Chinese man fights for return of 100 million yuan in seized antiques, ancient artefacts (China)
(1 July 2015; South China Morning Post)
The man claims the seized items were family heirlooms, not loot.

Gov’t Restrictions Block Ways for Chinese Relics to Return Home (China)
(3 July 2015; CRIEnglish)
Auction market representatives say that tax barriers are ‘blocking ways’ for looted artefacts to return to China. I suppose those ‘ways’ are profitable sales.

शिव मंदिर मे चोरी (Theft at Shiva Temple; India)
(29 June 2015; Amar Ujala)
Thieves broke the Pipleshhwar Shiva temple gate to steal the idol as well as sound equipment.

மதுரை கோயிலில் 120 வருட பழமையான நடராஜர்- சிவகாமியம்மன் ஐம்பொன் சிலைகள் திருட்டு (120-year-old idol stolen; India)
(29 June 2015; One India)
A 120 year old Nataraja idol was stolen from a private temple while reconstruction work was taking place.

जैन मंदिर पर चोरों का धावा, वर्षों पुरानी प्रतिमाएं चोरी (Jain temple invaded by thieves, age-old statues stolen; India)
(3 July 2015; Rajasthan Patrika)
The thieves took umbrellas and statues. The article notes that this is one of many thefts from Jain temples

Windows to the past (India)
(30 June 2015; The Indian Express)
“Before opening up the antiquities market, India needs to modernise the registration process and address its lack of institutional expertise.”

मंदिर का ताला तोड़कर चार चांदी के छत्र चोरी (Four silver umbrella temple theft; India)
(1 July 2015; Patrika)
Four silver umbrellas were stolen from a temple.

ICE HSI partners with major art collector to recover stolen idol from India (India)
(1 July 2015; ICE)
A collector has returned a looted Chola bronze bought from Subhash Kapoor, presumably in return for being kept anonymous. Justice not really served.

Robbery attempt at Jain temple foiled (India)
(5 July 2015; The Times of India)
The would-be thieves tripped the alarm at the ancient Parshvanath Jain temple in Bhadrawati which scared them off. This is the second recent theft attempt at that temple.

Precious artefacts get damaged, others face risk of theft during shifting (Pakistan)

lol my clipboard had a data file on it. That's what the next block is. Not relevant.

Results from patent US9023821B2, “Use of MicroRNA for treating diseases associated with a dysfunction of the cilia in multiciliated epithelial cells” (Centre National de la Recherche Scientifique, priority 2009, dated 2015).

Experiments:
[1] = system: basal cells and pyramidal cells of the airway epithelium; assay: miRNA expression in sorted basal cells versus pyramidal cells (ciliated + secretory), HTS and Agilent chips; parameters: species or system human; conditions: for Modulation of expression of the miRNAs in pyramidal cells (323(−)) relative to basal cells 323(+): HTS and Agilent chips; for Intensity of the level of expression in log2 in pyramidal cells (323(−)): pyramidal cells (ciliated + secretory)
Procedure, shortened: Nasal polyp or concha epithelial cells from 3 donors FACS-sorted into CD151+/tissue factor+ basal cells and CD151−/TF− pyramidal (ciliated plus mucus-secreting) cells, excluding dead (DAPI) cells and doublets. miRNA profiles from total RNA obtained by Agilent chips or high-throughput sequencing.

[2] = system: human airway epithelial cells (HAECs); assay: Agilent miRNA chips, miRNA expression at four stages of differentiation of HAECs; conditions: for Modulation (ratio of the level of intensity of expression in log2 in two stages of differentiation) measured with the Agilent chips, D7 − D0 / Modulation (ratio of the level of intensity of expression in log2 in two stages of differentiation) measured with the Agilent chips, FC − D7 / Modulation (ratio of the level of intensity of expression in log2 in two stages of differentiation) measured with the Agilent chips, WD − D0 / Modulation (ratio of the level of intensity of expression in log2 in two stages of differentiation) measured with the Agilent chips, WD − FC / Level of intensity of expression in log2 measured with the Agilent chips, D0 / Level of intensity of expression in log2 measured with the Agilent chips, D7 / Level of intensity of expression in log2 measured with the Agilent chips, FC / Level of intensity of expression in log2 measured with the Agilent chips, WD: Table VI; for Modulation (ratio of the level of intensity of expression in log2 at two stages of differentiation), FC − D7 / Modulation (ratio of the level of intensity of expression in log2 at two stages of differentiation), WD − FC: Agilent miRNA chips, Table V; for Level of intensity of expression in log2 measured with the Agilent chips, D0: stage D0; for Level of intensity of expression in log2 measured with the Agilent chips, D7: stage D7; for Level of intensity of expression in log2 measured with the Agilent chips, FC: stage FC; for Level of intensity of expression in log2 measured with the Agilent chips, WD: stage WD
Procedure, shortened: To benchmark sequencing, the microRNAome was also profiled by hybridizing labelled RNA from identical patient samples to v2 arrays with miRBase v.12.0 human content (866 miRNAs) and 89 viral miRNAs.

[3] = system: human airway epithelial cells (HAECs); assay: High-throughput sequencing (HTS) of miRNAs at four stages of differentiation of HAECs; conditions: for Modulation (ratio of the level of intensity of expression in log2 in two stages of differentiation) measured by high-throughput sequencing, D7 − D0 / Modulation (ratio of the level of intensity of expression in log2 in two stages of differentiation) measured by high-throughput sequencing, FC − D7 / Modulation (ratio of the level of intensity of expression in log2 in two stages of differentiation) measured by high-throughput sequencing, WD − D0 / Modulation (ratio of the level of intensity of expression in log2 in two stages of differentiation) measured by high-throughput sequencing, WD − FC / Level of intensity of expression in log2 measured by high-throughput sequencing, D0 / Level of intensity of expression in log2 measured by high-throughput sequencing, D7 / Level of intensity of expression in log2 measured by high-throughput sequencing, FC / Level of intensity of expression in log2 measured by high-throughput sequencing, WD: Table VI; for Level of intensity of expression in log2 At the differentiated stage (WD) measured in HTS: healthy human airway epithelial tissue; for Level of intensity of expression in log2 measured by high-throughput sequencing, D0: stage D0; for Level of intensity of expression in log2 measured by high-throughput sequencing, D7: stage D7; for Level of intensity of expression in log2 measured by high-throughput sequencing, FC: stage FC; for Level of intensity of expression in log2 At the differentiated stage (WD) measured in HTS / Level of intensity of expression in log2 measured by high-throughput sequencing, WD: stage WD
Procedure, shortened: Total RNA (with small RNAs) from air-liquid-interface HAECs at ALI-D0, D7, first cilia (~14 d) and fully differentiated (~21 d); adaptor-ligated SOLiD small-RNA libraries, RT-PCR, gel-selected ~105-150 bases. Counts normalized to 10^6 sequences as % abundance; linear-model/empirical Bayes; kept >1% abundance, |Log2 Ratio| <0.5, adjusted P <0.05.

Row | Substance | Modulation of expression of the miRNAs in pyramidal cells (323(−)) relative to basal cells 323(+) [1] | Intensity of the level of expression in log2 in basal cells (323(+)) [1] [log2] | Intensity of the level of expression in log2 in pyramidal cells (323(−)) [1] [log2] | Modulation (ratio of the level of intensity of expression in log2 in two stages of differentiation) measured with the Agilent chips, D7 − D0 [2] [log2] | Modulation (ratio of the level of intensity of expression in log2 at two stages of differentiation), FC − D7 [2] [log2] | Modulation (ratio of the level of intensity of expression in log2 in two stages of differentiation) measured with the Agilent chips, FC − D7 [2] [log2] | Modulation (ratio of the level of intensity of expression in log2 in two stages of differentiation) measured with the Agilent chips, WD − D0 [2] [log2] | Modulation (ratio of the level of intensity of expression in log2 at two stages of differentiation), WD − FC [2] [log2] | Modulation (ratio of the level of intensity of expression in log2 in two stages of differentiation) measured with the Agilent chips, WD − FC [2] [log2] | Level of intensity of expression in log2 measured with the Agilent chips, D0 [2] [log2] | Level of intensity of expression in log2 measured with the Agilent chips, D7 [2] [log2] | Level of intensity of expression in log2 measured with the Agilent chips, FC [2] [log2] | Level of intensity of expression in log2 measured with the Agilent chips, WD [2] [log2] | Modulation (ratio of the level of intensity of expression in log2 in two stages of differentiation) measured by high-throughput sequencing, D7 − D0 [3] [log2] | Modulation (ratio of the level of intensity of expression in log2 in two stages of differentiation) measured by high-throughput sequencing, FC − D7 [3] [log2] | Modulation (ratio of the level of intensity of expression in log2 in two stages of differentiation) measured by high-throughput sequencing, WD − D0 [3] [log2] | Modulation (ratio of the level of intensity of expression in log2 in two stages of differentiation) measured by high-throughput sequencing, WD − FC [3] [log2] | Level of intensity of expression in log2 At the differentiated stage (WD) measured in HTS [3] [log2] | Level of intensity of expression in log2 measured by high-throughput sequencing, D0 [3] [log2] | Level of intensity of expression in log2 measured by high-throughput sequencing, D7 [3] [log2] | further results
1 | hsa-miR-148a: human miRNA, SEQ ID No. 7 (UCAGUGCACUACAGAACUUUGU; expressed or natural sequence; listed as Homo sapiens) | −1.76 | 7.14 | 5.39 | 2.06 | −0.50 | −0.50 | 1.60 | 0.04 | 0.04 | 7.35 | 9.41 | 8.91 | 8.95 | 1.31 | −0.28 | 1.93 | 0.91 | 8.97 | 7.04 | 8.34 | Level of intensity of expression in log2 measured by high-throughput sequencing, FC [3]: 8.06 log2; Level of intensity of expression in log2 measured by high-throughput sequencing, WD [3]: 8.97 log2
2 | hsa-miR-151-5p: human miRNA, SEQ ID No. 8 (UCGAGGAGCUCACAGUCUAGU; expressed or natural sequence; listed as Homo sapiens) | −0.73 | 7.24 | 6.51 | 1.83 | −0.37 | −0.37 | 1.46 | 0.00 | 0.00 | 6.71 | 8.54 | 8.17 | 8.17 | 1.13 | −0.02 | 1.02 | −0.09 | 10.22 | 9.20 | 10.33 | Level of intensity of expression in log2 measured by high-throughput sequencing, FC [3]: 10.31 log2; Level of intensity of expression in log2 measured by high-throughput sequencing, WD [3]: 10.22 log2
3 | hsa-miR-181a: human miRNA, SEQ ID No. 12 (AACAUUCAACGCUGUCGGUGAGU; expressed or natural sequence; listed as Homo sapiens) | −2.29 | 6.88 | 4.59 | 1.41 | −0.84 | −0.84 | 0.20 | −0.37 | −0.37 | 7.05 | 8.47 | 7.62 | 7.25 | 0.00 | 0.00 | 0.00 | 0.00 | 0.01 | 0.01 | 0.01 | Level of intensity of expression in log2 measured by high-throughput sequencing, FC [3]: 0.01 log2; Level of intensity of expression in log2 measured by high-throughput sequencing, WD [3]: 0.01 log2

(5 July 2015; Dawn)
Accusations that an unprofessional move of artefacts to a museum is leaving them open to theft.

Pongpat gets 2 more years (Thailand)
(1 July 2015; Bangkok Post)
The former Central Investigation Bureau chief has been convicted of receiving stolen antiquities.

West and Central Asia

An impossible watch heist, now on display at Jerusalem museum (Israel)
(1 July 2015; Haaretz)
An exhibition at The Islamic Museum features watches recovered after a major theft.

Isis militants destroy 2,000-year-old statue of lion at Palmyra (Syria)
(2 July 2015; The Guardian)
A confused timeline and poor reporting make it difficult to get much out of such reports.

Palmyra: looting under the rebels, the Assad regime and the Islamic State? (Syria)
(3 July 2015; Conflict Antiquities)
I think Dr. Sam Hardy has, once again, produced an important blog post. Please read this before repeating poor Syria reporting.

Looted in Syria — and sold in London: the British antiques shops dealing in artefacts smuggled by Isis (Syria)
(3 July 2015; The Guardian)
Thoroughly misleading headline, none of the experts quoted said that the obviously-looted, obviously-smuggled antiquities for sale were smuggled specifically by *IS, how could you prove that? Still a good article nonetheless.

UNESCO lists Yemen world heritage sites as endangered (Yemen)
(3 July 2015; Art Daily)
Seems fitting. Old Sana’a is as at risk as anything in the world right now.